In chapter 8, why is Gatsby's love for Daisy described religiously? What is Fitzgerald achieving by this?

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Domenick Franecki eNotes educator | Certified Educator

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In chapter 8, Gatsby describes the time when he (along with other soldiers from his army camp) first met Daisy. He fell in love with her and felt a "breathless intensity" about her house, as it was suffused with mystery. He describes her in terms that make her seem like an untouchable goddess. For example, before he must leave her, he touches the ends of her fingers gently. To him, her house is like a temple, pervaded by mystery and the wonders of great wealth.

The reason that Fitzgerald brings these religious-like memories that Gatsby has of Daisy into chapter 8 is that they remind the reader why Gatsby is willing to sacrifice himself for her. She is not just human to Gatsby; instead, she is sacred to him. Nick tells Gatsby to leave his house to avoid the trouble surrounding Myrtle's death, but Gatsby won't leave until he knows that Daisy is safe; ultimately, this means sacrificing himself for Daisy.

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Jennings Williamson eNotes educator | Certified Educator

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Nick says that Gatsby fell in love with Daisy almost by accident. He had only intended to "[make] the most of his time" with her, and he "took what he could get": he slept with Daisy, having given her a false impression of his fortune and pedigree. Once he did fall for her, however, Nick says, "he found that he had committed himself to the following of a grail." The grail to which Nick refers is the cup believed to have been used by Jesus for wine at his last supper. A great many explorers and archaeologists have sought and devoted their lives to the seeking of the holy grail, and none have been successful. Nick's description seems to convey the idea that the quest for Daisy, for her love and for her hand in marriage, will be similarly unsuccessful for Gatsby. It has all the mystery, mysticism, and beauty of the original grail quest, at least for Gatsby, but the statement foreshadows its impossibility and ultimate failure.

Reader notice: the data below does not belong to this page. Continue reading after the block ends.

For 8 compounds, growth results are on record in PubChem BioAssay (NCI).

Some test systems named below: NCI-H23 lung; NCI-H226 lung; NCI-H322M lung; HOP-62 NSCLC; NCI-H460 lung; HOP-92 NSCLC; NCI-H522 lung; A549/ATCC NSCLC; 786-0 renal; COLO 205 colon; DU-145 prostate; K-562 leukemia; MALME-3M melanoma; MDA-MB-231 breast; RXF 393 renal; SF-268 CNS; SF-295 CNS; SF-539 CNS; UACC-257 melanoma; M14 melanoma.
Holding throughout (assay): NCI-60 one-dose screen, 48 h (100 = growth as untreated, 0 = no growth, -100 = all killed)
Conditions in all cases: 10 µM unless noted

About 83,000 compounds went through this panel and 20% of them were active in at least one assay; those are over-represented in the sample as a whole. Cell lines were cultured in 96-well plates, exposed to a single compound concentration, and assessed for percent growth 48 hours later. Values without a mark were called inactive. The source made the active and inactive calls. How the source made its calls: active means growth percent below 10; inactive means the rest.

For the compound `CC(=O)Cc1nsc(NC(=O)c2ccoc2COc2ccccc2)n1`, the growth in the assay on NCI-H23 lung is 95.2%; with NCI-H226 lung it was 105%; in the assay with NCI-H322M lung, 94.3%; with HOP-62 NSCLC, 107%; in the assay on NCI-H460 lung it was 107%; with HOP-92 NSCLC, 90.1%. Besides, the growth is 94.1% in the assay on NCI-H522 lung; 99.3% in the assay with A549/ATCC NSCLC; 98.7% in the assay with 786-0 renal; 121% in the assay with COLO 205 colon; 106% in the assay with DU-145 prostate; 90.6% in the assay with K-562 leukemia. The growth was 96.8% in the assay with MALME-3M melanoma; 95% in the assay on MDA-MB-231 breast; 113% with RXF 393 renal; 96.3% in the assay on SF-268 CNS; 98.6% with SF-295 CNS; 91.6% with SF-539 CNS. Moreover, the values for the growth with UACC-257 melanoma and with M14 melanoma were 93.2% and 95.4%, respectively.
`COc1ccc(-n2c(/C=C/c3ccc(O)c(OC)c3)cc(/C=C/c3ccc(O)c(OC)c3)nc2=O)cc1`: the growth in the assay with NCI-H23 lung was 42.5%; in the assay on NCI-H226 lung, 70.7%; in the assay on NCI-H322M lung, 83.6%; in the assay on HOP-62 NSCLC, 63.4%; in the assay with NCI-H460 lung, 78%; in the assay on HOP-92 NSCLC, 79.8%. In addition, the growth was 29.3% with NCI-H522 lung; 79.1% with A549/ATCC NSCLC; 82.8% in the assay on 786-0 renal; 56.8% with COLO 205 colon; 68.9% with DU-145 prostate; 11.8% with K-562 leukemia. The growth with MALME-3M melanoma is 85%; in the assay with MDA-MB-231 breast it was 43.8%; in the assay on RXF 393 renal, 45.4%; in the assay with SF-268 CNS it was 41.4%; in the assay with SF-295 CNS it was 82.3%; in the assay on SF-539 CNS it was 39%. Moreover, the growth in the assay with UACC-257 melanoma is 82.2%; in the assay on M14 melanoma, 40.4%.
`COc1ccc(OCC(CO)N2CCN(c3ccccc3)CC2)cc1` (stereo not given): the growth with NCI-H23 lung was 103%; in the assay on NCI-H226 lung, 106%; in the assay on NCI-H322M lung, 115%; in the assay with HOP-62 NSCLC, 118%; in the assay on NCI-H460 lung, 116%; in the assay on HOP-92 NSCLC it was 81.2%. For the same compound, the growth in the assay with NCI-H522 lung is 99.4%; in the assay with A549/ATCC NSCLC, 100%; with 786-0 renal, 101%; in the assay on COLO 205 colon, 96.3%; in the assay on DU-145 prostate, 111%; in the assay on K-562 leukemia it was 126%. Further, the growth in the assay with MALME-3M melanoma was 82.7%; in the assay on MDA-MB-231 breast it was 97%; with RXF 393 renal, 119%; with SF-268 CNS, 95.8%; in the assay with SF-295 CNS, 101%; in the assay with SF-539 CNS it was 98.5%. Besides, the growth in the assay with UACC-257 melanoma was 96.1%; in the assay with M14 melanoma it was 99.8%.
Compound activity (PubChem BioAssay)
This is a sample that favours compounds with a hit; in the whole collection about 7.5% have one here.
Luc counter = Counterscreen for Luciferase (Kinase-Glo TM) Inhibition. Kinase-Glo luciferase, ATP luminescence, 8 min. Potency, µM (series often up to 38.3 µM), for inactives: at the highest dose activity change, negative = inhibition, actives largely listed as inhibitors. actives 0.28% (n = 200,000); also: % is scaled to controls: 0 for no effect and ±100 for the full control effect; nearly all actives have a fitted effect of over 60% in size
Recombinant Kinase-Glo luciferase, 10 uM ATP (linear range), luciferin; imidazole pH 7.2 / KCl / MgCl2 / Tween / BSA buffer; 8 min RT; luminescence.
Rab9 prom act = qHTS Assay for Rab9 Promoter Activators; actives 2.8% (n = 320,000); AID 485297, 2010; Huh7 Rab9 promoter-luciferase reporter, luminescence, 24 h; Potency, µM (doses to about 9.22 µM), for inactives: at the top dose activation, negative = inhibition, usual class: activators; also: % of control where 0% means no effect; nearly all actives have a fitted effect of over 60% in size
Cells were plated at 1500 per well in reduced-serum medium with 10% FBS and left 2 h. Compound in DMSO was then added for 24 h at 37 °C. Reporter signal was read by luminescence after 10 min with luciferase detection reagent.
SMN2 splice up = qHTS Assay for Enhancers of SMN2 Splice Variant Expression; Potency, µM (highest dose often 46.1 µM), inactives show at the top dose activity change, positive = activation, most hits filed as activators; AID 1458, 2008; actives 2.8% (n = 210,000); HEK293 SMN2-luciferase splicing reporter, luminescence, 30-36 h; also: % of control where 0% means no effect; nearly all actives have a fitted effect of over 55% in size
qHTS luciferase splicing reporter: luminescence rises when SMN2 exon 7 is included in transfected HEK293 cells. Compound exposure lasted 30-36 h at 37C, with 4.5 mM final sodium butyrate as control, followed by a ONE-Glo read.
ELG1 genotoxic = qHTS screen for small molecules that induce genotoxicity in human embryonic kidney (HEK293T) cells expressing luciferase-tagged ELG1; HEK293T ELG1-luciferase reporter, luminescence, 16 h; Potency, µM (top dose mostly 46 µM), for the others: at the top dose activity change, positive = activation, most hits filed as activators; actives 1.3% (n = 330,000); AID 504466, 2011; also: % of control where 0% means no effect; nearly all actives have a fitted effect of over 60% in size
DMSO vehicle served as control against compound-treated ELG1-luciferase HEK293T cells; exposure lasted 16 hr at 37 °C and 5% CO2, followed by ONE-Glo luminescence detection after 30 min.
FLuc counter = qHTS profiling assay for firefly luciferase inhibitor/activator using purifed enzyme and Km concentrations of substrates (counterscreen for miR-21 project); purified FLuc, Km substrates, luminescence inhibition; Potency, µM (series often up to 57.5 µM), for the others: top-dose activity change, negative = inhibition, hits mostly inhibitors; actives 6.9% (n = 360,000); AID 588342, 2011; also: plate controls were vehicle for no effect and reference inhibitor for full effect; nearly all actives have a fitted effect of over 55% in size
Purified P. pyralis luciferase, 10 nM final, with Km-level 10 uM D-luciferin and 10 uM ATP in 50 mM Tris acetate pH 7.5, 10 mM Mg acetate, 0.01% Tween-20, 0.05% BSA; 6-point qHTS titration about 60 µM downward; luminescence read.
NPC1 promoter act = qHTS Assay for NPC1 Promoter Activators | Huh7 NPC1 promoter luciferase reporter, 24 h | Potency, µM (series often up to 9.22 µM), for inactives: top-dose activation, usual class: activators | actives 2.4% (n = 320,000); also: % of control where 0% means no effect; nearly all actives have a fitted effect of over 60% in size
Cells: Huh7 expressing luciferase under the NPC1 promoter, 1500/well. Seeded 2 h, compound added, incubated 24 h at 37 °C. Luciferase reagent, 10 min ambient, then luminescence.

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Jamie Wheeler eNotes educator | Certified Educator

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In Chapter 8, Jay Gatsby discovers that "he had committed himself to the following of a grail." The religiosity of this turn of a phrase is multi-layered. First, Daisy is goddess-like to Jay. Putting someone so far above oneself immediately places them in the realm of the unattainable. In addition, making Daisy a pseudo-goddess means that Gatsby, a mere mortal, is unworthy of her love. Finally, and most importantly, the quest for the "grail" is the same thing as chasing the impossible. Historically, those who have thought that the grail was within their grasp have suffered the ultimate disappointment of watching it slip from their hands.

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